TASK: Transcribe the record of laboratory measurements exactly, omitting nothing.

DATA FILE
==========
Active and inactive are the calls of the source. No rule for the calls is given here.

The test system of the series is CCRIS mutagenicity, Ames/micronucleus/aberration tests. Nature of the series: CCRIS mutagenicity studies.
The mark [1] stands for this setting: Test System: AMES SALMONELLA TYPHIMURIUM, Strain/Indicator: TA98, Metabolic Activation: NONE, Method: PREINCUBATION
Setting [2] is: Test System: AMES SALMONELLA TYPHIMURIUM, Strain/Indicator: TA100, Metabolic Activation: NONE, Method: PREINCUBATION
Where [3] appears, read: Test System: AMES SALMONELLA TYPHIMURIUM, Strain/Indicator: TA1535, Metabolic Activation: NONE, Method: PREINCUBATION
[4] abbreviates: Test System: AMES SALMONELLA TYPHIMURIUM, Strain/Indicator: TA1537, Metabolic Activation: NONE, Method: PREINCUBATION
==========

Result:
Active and inactive are the calls of the source. No rule for the calls is given here.

The test system of the series is CCRIS mutagenicity, Ames/micronucleus/aberration tests. Nature of the series: CCRIS mutagenicity studies.
The mark [1] stands for this setting: Test System: AMES SALMONELLA TYPHIMURIUM, Strain/Indicator: TA98, Metabolic Activation: NONE, Method: PREINCUBATION
Setting [2] is: Test System: AMES SALMONELLA TYPHIMURIUM, Strain/Indicator: TA100, Metabolic Activation: NONE, Method: PREINCUBATION
Where [3] appears, read: Test System: AMES SALMONELLA TYPHIMURIUM, Strain/Indicator: TA1535, Metabolic Activation: NONE, Method: PREINCUBATION
[4] abbreviates: Test System: AMES SALMONELLA TYPHIMURIUM, Strain/Indicator: TA1537, Metabolic Activation: NONE, Method: PREINCUBATION